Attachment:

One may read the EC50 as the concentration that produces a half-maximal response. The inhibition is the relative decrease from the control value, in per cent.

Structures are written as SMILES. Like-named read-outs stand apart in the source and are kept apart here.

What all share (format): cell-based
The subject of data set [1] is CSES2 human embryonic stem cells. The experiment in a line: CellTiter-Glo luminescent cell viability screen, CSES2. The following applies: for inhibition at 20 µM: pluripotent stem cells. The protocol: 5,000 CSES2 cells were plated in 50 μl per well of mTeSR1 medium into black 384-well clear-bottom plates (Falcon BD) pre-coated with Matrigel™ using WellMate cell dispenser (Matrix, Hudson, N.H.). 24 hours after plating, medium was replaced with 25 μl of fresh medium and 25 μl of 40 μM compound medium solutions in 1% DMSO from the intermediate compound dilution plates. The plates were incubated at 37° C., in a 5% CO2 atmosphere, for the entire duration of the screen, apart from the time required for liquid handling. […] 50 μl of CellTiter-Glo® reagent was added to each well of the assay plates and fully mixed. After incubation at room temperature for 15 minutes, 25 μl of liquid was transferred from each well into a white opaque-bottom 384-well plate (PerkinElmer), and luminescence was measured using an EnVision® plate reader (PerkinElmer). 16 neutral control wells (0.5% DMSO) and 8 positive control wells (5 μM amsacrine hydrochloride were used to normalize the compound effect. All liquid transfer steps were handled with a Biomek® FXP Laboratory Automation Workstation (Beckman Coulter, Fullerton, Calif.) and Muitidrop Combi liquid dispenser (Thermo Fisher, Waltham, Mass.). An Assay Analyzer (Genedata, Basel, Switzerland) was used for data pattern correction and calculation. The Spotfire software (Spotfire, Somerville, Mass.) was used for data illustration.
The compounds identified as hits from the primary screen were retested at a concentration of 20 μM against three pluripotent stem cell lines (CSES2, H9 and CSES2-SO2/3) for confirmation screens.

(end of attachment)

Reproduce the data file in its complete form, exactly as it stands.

One may read the EC50 as the concentration that produces a half-maximal response. The inhibition is the relative decrease from the control value, in per cent.

Structures are written as SMILES. Like-named read-outs stand apart in the source and are kept apart here.

What all share (format): cell-based
The subject of data set [1] is CSES2 human embryonic stem cells. The experiment in a line: CellTiter-Glo luminescent cell viability screen, CSES2. The following applies: for inhibition at 20 µM: pluripotent stem cells. The protocol: 5,000 CSES2 cells were plated in 50 μl per well of mTeSR1 medium into black 384-well clear-bottom plates (Falcon BD) pre-coated with Matrigel™ using WellMate cell dispenser (Matrix, Hudson, N.H.). 24 hours after plating, medium was replaced with 25 μl of fresh medium and 25 μl of 40 μM compound medium solutions in 1% DMSO from the intermediate compound dilution plates. The plates were incubated at 37° C., in a 5% CO2 atmosphere, for the entire duration of the screen, apart from the time required for liquid handling. […] 50 μl of CellTiter-Glo® reagent was added to each well of the assay plates and fully mixed. After incubation at room temperature for 15 minutes, 25 μl of liquid was transferred from each well into a white opaque-bottom 384-well plate (PerkinElmer), and luminescence was measured using an EnVision® plate reader (PerkinElmer). 16 neutral control wells (0.5% DMSO) and 8 positive control wells (5 μM amsacrine hydrochloride were used to normalize the compound effect. All liquid transfer steps were handled with a Biomek® FXP Laboratory Automation Workstation (Beckman Coulter, Fullerton, Calif.) and Muitidrop Combi liquid dispenser (Thermo Fisher, Waltham, Mass.). An Assay Analyzer (Genedata, Basel, Switzerland) was used for data pattern correction and calculation. The Spotfire software (Spotfire, Somerville, Mass.) was used for data illustration.
The compounds identified as hits from the primary screen were retested at a concentration of 20 μM against three pluripotent stem cell lines (CSES2, H9 and CSES2-SO2/3) for confirmation screens.